Last year we had a very short, one week Christmas break and we all groaned and complained and so they gave us two weeks.  Which we are calling Small Summer.  Even though it’s freezing and snowy and the pool is frozen solid.  Two weeks looms large at the start, but it’s swallowing us right up with it’s long days of hot cocoa and friends over and mystery trips.  Their favorite so far was treasure hunting, which it actually just antiquing with a fancy label.  I give them each a fiver and something to hunt for (a star! miniatures! something that glows!) and set them free with the warning that if they touch ANYTHING they will be wearing mittens for a week.  The teenagers love this.  The smell, the dust, the used everything. They love this so much they opted to stay in the car and snap about how dumb everything is.

And so break rolls along.  Lucy has worn her hat day and night for three days. Abe got a shirt with Mac n cheese on it for Christmas and hasn’t taken it off since. The tree came down the day after Christmas because by then I. am. over. it. and the kids used a can of gas and small matches to burn it in the yard yesterday.  Today no one has eyebrows and all evidence of Christmas is gone.  See ya.  Lucy had ten dollars burning a hole in her pocket and Peter discovered last night that I’d mistakenly bought crunchy peanut butter, which is the worst thing ever.  So I loaded kids up and took them for a late night Meijer run where I saw all my Shipt shoppers and wondered aloud about a branch of Shipt that involved people in green shirts coming to your house, picking up your kids and taking them shopping.  I would pay almost anything for that service.  Especially when someone has ten dollars to spend.  In aisles where nothing they want costs ten dollars. I nearly lost my soul.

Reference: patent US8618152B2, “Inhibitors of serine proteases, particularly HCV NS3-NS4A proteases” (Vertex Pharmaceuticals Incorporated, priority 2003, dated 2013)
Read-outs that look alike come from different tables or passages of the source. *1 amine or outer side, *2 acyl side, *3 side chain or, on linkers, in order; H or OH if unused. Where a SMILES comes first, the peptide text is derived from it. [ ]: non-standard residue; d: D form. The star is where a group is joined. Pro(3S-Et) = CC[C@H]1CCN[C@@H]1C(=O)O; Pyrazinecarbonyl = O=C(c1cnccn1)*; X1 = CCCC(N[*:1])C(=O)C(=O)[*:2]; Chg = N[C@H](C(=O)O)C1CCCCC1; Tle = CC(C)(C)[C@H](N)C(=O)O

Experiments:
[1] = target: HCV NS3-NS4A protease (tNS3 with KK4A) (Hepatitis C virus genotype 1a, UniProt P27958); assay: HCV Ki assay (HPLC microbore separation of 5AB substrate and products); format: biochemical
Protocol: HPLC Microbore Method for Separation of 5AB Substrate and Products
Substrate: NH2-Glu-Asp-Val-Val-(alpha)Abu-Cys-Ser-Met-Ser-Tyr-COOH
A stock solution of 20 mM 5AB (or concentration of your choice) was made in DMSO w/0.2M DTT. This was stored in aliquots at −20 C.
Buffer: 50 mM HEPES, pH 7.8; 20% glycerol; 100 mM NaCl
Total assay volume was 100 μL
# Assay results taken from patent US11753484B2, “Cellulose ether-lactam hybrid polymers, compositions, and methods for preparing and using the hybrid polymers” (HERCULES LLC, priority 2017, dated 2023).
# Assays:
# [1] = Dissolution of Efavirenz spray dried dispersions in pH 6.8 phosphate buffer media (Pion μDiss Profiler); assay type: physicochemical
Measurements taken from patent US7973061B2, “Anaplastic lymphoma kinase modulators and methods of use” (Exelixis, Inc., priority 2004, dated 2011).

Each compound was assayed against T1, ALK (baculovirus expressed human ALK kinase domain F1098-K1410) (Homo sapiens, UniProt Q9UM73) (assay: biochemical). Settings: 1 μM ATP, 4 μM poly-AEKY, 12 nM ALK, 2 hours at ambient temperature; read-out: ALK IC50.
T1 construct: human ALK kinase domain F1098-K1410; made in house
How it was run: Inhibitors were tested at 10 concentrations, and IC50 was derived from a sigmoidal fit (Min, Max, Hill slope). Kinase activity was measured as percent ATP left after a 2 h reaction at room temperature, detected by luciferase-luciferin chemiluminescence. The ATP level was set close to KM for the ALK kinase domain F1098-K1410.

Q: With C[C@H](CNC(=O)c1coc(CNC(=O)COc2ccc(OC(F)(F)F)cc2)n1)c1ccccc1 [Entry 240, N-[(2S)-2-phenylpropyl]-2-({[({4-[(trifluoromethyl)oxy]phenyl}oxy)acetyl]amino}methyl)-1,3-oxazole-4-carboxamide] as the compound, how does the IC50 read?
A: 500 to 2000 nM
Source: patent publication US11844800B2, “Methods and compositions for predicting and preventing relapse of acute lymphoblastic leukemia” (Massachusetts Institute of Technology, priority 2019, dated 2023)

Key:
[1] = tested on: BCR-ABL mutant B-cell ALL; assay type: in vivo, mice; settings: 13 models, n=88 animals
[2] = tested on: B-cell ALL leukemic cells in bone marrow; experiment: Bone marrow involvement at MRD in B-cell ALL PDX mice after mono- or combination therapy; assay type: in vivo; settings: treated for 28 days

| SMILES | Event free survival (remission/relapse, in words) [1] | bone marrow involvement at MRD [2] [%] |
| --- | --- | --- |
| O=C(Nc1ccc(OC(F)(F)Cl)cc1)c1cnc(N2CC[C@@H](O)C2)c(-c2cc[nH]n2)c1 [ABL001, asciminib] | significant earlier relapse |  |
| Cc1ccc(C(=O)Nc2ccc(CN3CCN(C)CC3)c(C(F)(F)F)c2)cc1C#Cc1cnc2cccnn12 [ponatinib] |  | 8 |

The dogs continue to steal packages and run away.  Every Vos Small is outside as I type trying to earn ten bucks by finding the curtain hardware that was delivered yesterday.  It’s brass and beautiful and they must have loved it because they hid it well.  Also, they clearly have more bite strength than I give them credit for.  I have fed more kids this break than a soup kitchen and I’ve loved nearly every second of it.  If you are a social worker or work for CPS, Kindly stop reading.  Abe…he’s not nearly as disregulated as he normally is during the holidays.  But he has itchy balls.  And so his hands are constantly down his pants.  He is not our first child to engage in self-exploration.  Last time we followed the doctors directive to ignore it and let it run it’s course, which it did after years of embarrassing mishaps (oh gosh, he/she is doing it on stage! Not in church! I know it’s your company picnic, but Dr. Meier said not to shame him/her!).  Last time we followed the rules.  We will not make this mistake again.  So last night as I was shelving peanut butter and wiping sweat out of my bra, dan saw Abe, you know.  And so he responded with love and logic…”Abe, if you keep touching your penis it will come off and stick to your hand.  Then when break is over and you go to the cafeteria, you will ask the lunch ladies for a cheeseburger and they will see your penis hand and say, ‘Gross! No food for you!!'” I found this a very healthy way to handle the situation and have noticed he has kept his hands out of his pants since.  Also, he no longer likes cheeseburgers.  For those of you concerned that we actually said these words to our adopted son who has food issues, not to worry; he laughed as hard as we did.

Welcome back CPS and social workers.  For all you mamas who are planning fun activities every day-you are killing it.  For you mamas who are drooling on the couch, sure you can’t last another hour-you will.  You will rise and you will make all the cocoa for all the kids and it will be fantastic.  This is your hour.  Christmas break is our bone and we are sucking the marrow out of it.  Well done.

this is me being real.


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